• Lotus Pose (Padmasana)
  • Staff Pose (Dandasana)
  • Bound-angle pose (Baddha Konasana)
  • Seated spinal twist (Ardha Matsyendrasana)
  • Cow Face Pose (Gomukhasana)

Standing Poses

Standing asanas improve posture and balance while building strength in the lower body, particularly the legs, hips, and knees. These poses also help to stabilize and fortify the joints. As you spread your body weight evenly between the front foot and back foot, standing poses improve core strength and stability.

In some yoga styles, like Vinyasa and Hatha, yoga teachers teach standing poses, or asanas, in a series or sequence. These yoga postures typically make up the middle of a yoga class.

  • Mountain pose (Tadasana)
  • Warrior I (Virabhadrasana I)
  • Warrior II (Virabhadrasana II)
  • Reverse Warrior (Viparita Virabhadrasana)
  • Extended side angle (Utthita Parsvakonasana)
  • Triangle pose (Trikonasana)

Prone Poses

Yoga class

Prone postures are great for strengthening the back muscles and increasing spine flexibility. Many prone poses, like the Cobra pose, open the chest and shoulders while toning the back of the body.

In a yoga class, you can practice these asanas as part of the warm-up, focusing on how they open your hips and ground you to the floor. Alternatively, after completing the standing sequence and your body is warm, you can transition to the floor and practice deeper versions of these asanas.

  • Cobra pose (Bhujangasana)
  • Locust pose (Shalabhasana)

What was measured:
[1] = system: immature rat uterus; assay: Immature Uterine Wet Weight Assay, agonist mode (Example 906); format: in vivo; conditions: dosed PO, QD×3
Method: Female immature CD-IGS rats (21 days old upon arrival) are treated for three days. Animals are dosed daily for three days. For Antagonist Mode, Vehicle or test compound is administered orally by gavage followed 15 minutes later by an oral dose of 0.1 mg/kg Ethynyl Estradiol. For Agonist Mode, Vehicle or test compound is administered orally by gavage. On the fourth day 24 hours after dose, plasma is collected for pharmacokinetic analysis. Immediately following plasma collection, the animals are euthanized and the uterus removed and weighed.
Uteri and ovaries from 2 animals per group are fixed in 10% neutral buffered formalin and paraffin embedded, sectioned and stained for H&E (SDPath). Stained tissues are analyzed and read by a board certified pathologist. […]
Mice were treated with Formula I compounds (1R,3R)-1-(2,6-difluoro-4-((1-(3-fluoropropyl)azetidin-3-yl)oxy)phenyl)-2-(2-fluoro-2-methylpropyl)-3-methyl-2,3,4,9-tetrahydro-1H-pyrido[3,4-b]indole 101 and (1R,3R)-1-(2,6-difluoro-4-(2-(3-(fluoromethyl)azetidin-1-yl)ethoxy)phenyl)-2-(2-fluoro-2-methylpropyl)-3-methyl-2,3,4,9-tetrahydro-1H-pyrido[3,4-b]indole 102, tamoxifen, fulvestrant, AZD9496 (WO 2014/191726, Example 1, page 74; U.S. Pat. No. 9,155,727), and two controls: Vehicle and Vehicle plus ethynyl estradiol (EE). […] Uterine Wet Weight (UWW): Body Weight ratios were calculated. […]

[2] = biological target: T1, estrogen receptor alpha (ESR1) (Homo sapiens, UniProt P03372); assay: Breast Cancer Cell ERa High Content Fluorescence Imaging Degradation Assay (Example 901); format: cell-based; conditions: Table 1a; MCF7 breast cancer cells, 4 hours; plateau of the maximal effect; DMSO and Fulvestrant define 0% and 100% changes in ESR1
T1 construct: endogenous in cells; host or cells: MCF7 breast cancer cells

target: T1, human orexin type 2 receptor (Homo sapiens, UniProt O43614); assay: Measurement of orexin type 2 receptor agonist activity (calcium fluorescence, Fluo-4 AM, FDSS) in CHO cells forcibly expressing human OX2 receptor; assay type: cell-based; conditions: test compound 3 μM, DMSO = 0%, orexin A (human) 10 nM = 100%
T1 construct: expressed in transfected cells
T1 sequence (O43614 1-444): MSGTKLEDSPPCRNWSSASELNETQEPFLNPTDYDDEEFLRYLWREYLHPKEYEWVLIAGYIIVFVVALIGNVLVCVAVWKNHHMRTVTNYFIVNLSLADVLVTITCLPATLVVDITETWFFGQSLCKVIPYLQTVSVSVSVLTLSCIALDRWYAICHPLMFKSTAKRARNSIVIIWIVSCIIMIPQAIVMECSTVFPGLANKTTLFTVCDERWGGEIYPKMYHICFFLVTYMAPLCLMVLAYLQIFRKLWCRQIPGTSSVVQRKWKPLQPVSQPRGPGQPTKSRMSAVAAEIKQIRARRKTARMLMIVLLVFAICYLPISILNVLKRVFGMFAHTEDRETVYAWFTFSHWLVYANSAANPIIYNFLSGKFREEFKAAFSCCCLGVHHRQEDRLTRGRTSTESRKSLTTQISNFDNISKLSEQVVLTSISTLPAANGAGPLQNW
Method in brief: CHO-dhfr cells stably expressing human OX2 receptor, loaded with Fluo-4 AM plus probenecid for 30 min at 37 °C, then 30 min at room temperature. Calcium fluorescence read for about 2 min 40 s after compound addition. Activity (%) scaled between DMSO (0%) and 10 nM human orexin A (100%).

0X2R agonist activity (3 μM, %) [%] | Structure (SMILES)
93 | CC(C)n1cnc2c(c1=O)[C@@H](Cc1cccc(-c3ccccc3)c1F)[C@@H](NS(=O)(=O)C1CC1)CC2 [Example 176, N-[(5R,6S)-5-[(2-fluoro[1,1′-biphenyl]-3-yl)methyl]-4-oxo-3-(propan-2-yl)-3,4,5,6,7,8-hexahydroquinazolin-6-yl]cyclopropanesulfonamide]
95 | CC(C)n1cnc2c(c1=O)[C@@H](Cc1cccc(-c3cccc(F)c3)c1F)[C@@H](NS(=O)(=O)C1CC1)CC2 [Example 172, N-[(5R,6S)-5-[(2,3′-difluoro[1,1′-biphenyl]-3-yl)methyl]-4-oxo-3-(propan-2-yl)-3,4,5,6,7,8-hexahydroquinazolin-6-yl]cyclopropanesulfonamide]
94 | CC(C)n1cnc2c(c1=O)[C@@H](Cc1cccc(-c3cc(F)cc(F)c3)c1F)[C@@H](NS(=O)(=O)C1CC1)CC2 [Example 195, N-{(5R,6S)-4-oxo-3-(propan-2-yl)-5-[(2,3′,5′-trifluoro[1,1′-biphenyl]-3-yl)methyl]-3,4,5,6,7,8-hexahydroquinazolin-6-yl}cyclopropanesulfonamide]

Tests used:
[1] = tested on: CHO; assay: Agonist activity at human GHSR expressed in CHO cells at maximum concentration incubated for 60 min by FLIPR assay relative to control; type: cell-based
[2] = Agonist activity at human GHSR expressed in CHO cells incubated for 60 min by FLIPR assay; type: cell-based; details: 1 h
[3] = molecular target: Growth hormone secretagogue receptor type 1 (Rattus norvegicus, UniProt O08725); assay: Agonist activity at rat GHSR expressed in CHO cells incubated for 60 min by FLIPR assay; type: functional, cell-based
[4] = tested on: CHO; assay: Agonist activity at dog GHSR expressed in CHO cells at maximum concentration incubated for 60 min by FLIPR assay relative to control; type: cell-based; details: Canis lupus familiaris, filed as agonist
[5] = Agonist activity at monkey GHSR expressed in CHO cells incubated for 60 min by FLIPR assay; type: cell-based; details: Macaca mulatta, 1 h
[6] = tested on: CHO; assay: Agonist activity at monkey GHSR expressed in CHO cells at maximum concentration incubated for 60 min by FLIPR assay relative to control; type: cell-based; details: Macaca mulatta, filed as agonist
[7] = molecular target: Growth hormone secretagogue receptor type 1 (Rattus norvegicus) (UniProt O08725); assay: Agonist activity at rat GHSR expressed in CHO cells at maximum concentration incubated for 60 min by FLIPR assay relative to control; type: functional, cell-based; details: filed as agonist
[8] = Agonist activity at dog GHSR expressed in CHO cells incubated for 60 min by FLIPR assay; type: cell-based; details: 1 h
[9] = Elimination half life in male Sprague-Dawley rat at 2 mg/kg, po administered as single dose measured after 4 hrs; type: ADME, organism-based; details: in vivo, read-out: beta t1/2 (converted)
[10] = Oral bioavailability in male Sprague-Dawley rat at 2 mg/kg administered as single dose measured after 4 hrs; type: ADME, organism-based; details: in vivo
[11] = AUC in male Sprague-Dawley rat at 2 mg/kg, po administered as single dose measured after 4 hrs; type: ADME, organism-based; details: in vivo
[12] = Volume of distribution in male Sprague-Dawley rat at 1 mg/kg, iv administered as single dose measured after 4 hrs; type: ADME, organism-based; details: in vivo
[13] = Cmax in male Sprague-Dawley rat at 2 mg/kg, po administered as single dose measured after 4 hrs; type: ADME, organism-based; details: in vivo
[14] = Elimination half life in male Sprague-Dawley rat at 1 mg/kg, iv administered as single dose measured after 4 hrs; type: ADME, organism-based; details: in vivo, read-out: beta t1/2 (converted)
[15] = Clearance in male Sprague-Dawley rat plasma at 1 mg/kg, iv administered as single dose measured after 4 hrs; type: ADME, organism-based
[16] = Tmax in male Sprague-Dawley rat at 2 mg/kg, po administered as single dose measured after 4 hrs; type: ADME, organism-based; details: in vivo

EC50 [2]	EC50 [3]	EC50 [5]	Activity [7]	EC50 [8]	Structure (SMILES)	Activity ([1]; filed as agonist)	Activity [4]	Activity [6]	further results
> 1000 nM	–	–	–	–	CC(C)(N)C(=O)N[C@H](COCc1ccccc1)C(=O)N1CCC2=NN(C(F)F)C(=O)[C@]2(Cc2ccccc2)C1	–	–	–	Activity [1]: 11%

• Upward-facing dog (Urdhva Mukha Svanasana)
  • Bow pose (Dhanurasana)

Supine Poses

Supine asanas (postures performed lying on the floor) prepare you to enter a state of rest at the end of a yoga session.

Savasana is undoubtedly the most crucial supine asana, regulating the nervous system and allowing the physical body to integrate all the benefits of the previous postures.

  • Happy baby (Ananda Balasana)
  • Bridge pose (Setu Bandha Sarvangasana)
  • Reclined hand to big toes pose (Supta Padangusthasana)
  • Supine spinal twist (Supta Matsyendrasana))
  • Corpse pose (Savasana)

Asanas for Flexibility

Each yoga pose targets specific body parts, improving the range of motion of the joints and the flexibility of the muscles. Whether you want to be able to touch your toes or simply enjoy a nice stretch, here are the best yoga poses for flexibility.

Forward Bends

Seated forward fold

Forward bends lengthen and stretch your hamstrings (thighs) and spine. They can ease lower and upper back pain and improve the hip flexors’ mobility.

Forward folds also serve as a counterpose after an intense backbend, helping to neutralize the spine. While backbends stretch the front body and compress the back, a forward bend has the opposite effect: lengthening the back body and shortening the front.

  • Pyramid pose
  • Seated forward bend
  • Standing forward bend
  • Child’s pose

Back Bends

Every backbend helps to open up the chest and shoulders, which makes breathing easier and eases upper back pain and tightness. Doing several sets of backbends can give you energy and warm up the back muscles.

  • Camel pose
  • Upward-facing dog
  • Locust pose
  • Cobra pose
  • Bow pose
  • Bridge pose
  • Dancer’s pose

Hip Openers

Yoga teacher giving a student an adjustment in bound angle pose